Trinidad & Tobago’s parliamentarian Jack Warner, fighting to evade extradition to the United States, seems to be dragging his country into FIFA’s raging corruption scandal. In a televised address, Warmer claimed that he has ‘reams of documents’ and checks to expose how FIFA tried to influence the 2010 general election in Trinidad.
The one-time head of Concacaf – football’s governing body in North and Central America and the Caribbean – gave no details beyond saying he has documents. However, his statement has created a political storm in the tiny Caribbean country, where Warner runs a newspaper, a political party and an expansive business establishment.
Warner says he placed the documents in safe hands because he says he feared for his life. His statement appears to be conflicting, however because he also says he will hand over the documents to an attorney shortly.
Analysts say his claims may not prove true, asking why he is talking of revealing it now if he had collected it long time ago. Warner appears to be linking two major political parties in the country to FIFA’s widening corruption scandal.
With Interpol calling for his arrest, Warner cannot fly out of his country. He was arrested in Trinidad this week, but was released on bail, after spending a single night in jail in Port-of-Spain.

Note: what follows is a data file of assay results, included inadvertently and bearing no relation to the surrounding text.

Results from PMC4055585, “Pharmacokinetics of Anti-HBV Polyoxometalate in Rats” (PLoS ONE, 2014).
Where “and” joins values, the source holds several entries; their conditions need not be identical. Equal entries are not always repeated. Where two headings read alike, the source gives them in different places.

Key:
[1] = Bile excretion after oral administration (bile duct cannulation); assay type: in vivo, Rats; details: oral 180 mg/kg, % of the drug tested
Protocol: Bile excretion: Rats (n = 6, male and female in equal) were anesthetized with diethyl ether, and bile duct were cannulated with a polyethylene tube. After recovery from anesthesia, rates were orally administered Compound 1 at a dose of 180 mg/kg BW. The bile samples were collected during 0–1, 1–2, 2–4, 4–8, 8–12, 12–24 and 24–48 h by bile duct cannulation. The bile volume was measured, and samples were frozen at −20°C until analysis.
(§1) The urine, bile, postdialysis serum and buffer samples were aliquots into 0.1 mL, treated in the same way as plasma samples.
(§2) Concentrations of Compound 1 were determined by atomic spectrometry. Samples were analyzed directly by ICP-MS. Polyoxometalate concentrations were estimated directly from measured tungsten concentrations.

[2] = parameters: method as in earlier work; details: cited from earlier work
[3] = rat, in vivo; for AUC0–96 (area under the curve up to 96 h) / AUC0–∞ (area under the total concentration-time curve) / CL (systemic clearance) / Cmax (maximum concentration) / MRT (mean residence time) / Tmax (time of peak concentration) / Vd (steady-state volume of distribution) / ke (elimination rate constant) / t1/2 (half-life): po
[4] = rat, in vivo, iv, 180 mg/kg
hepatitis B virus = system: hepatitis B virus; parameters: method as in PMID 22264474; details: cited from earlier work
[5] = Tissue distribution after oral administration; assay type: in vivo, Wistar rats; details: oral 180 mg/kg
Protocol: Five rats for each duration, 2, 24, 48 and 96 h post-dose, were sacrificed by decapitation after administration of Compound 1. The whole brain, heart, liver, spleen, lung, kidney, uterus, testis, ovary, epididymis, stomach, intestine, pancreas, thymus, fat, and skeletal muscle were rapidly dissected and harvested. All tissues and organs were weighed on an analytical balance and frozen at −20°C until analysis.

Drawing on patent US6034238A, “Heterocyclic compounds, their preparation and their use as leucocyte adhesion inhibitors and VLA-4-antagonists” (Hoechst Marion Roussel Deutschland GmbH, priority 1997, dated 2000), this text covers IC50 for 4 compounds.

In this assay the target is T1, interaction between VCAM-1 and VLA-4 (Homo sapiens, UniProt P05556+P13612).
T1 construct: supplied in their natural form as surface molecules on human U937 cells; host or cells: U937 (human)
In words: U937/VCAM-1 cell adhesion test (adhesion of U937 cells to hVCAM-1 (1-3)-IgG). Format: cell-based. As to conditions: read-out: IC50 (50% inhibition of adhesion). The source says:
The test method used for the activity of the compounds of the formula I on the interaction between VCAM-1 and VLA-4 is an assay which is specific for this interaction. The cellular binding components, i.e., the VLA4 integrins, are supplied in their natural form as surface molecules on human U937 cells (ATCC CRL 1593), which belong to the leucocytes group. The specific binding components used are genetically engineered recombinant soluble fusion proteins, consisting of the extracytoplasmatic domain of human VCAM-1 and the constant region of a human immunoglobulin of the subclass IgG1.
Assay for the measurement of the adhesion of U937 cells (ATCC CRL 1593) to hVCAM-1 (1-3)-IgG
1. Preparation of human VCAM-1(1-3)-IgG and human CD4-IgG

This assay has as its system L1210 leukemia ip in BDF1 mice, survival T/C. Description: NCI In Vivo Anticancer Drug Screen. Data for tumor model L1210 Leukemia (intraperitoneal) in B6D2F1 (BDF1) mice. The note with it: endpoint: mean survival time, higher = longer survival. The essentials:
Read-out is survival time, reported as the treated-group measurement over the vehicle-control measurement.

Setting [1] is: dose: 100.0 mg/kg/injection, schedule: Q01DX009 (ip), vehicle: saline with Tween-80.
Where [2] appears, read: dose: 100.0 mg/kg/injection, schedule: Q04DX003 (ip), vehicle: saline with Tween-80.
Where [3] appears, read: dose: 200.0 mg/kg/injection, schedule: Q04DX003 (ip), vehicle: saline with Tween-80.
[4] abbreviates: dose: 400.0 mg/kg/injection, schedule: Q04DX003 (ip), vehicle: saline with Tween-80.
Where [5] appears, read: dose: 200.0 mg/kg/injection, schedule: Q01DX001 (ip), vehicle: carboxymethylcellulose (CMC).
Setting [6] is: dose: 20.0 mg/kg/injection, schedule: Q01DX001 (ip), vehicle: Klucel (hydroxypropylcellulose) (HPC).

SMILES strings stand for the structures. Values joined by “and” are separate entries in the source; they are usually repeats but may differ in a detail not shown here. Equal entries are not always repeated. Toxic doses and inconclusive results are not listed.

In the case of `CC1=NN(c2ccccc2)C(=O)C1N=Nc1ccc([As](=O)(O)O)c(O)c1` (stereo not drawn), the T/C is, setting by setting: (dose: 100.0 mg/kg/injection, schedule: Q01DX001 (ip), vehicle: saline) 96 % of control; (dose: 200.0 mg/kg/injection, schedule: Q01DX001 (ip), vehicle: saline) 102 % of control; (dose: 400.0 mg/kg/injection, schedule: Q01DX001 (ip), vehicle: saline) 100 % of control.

Warner is accused of receiving millions in bribes, but denies all charges. In a lengthy response on Facebook, which was soon deleted, he expressed surprise at the charges.
The FBI, the US federal investigative agency, is seeking his extradition after former FIFA executive Chuck Blazer admitted receiving $750,000 from Warner. The larger part of Blazer’s guilty pleas is about how he and the top leadership of FIFA took bribes in the 1998 and 2010 World Cup votes.
According to reports, South Africa paid $10 million into a fund controlled by Warner to influence the voting for the 2010 World Cup, which the African nation hosted. South Africa has denied the funds were a bribe, saying they were used for the Dr João Havelange Centre of Excellence, a football academy in Trinidad and Tobago.
In 2010, Football Federation Australia made a $500,000 payment to a soccer association bank account controlled by Warner – a payment ostensibly made to redevelop a stadium in Trinidad and Tobago.
Warner allegedly stole the funds and the FFA says it has since asked for the money back. The alleged theft has been referred to the Australian Federal Police for investigation.
Warner has played an important role in Trinidad and Tobago politics, even becoming minister of national security. He recently broke with the government and formed his own party, the Independent Liberal Party.
He reportedly owns the ‘Center for Excellence’ in Trinidad. Two of the conference halls in the Center are named after FIFA’s outgoing president Sepp Blatter. Interestingly, Warner is now threatening to expose Blatter as well.